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Date:   Sat, 22 Aug 2020 20:05:11 -0300
From:   Jason Gunthorpe <>
To:     Thomas Gleixner <>
CC:     LKML <>, <>,
        Marc Zyngier <>, Megha Dey <>,
        Dave Jiang <>,
        Alex Williamson <>,
        "Jacob Pan" <>,
        Baolu Lu <>,
        Kevin Tian <>,
        Dan Williams <>,
        Joerg Roedel <>,
        <>, <>,
        Haiyang Zhang <>,
        "Jon Derrick" <>,
        Lu Baolu <>,
        Wei Liu <>,
        "K. Y. Srinivasan" <>,
        "Stephen Hemminger" <>,
        Steve Wahl <>,
        "Dimitri Sivanich" <>, Russ Anderson <>,
        <>, Bjorn Helgaas <>,
        "Lorenzo Pieralisi" <>,
        Konrad Rzeszutek Wilk <>,
        <>, Juergen Gross <>,
        Boris Ostrovsky <>,
        "Stefano Stabellini" <>,
        Greg Kroah-Hartman <>,
        "Rafael J. Wysocki" <>
Subject: Re: [patch RFC 38/38] irqchip: Add IMS array driver - NOT FOR MERGING

On Sat, Aug 22, 2020 at 03:34:45AM +0200, Thomas Gleixner wrote:
> >> One question is whether the device can see partial updates to that
> >> memory due to the async 'swap' of context from the device CPU.
> >
> > It is worse than just partial updates.. The device operation is much
> > more like you'd imagine a CPU cache. There could be copies of the RAM
> > in the device for long periods of time, dirty data in the device that
> > will flush back to CPU RAM overwriting CPU changes, etc.
> TBH, that's insane. You clearly want to think about this some
> more. If

I think this general design is around 15 years old, across a healthy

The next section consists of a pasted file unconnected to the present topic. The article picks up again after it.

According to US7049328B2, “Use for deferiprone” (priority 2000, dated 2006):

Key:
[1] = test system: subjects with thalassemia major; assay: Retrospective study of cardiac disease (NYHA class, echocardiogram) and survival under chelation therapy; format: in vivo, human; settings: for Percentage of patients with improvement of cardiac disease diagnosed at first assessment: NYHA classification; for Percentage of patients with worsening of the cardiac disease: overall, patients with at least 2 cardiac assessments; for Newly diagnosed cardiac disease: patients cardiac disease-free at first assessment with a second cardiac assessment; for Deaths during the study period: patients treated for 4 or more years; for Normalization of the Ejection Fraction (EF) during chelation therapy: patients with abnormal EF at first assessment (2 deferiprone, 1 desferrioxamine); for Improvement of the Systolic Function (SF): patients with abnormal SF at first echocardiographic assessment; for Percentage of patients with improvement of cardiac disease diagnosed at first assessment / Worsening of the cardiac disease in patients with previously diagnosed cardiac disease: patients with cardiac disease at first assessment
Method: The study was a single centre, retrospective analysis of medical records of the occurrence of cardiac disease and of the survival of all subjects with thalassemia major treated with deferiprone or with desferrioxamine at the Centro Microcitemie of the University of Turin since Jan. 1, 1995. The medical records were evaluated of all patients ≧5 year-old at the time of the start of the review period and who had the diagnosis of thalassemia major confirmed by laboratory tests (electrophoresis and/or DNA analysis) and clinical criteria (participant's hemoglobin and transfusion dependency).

number of silicon generations, and rather a lager number of shipped
devices. People have thought about it :)

> you swap out device state and device control state then you definitly
> want to have regions which are read only from the device POV and never
> written back. 

It is not as useful as you'd think - the issue with atomicity of
update still largely prevents doing much useful from the CPU, and to
make any CPU side changes visible a device command would still be
needed to synchronize the internal state to that modified memory.

So, CPU centric updates would cover a very limited number of
operations, and a device command is required anyhow. Little is
actually gained.

> The MSI msg store clearly belongs into that category.
> But that's not restricted to the MSI msg store, there is certainly other
> stuff which never wants to be written back by the device.

To get a design where you'd be able to run everything from a CPU
atomic context that can't trigger a WQ..

New silicon would have to implement some MSI-only 'cache' that can
invalidate entries based on a simple MemWr TLP.

Then the affinity update would write to the host memory, then send a
MemWr to the device to trigger invalidate.

As a silicon design it might work, but it means existing devices can't
be used with this dev_msi. It is also the sort of thing that would
need a standard document to have any hope of multiple vendors fitting
into it. Eg at PCI-SIG or something.

> If you don't do that then you simply can't write to that space from the
> CPU and you have to transport this kind information always via command
> queues.

Yes, exactly. This is part of the architectural design of the device,
has been for a long time. Has positives and negatives.

> > I suppose the core code could provide this as a service? Sort of a
> > varient of the other lazy things above?
> Kinda. That needs a lot of thought for the affinity setting stuff
> because it can be called from contexts which do not allow that. It's
> solvable though, but I clearly need to stare at the corner cases for a
> while.

If possible, this would be ideal, as we could use the dev_msi on a big
installed base of existing HW.

I suspect other HW can probably fit into this too as the basic
ingredients should be fairly widespread.

Even a restricted version for situations where affinity does not need
a device update would possibly be interesting (eg x86 IOMMU remap, ARM
GIC, etc)

> OTOH, in normal operation for MSI interrupts (edge type) masking is not
> used at all and just restricted to the startup teardown.

Yeah, at least this device doesn't need masking at runtime, just
startup/teardown and affinity update.


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